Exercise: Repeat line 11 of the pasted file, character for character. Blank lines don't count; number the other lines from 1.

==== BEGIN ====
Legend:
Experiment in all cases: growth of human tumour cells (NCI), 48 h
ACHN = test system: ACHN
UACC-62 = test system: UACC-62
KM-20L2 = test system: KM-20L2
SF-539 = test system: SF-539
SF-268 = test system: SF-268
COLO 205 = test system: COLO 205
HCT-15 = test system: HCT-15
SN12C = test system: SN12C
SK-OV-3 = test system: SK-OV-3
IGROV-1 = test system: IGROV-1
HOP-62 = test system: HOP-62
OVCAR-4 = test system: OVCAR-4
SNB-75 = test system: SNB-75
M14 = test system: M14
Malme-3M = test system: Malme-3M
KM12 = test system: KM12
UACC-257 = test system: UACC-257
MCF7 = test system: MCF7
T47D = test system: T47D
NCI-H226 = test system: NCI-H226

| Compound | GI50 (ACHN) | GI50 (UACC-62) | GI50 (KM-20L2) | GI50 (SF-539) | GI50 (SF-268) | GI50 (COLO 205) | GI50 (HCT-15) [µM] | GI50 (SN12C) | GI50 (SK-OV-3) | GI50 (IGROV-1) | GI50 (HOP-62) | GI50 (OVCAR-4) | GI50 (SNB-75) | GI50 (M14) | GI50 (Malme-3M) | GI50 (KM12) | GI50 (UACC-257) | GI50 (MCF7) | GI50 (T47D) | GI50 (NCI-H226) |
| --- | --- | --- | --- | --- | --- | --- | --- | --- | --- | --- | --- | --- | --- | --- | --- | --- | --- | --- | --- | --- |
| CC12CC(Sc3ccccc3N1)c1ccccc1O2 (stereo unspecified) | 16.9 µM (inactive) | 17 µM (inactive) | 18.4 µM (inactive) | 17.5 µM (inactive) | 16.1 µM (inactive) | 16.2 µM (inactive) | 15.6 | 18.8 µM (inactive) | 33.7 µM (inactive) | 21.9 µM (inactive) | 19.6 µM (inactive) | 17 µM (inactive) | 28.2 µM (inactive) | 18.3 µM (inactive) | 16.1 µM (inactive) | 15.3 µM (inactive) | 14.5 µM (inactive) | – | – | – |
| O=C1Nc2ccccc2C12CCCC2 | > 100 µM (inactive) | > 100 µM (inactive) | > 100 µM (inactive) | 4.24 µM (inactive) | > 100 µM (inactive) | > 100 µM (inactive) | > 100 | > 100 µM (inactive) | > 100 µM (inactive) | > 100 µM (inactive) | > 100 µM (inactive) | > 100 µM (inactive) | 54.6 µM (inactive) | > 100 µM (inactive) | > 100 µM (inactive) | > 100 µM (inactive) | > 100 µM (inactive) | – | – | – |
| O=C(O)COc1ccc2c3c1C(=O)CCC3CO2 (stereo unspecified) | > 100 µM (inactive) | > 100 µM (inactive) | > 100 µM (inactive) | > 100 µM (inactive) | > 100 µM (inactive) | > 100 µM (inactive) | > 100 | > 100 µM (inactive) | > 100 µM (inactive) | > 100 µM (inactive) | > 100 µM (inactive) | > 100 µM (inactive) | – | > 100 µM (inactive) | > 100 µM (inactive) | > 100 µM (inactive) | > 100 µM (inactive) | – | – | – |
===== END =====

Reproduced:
SK-OV-3 = test system: SK-OV-3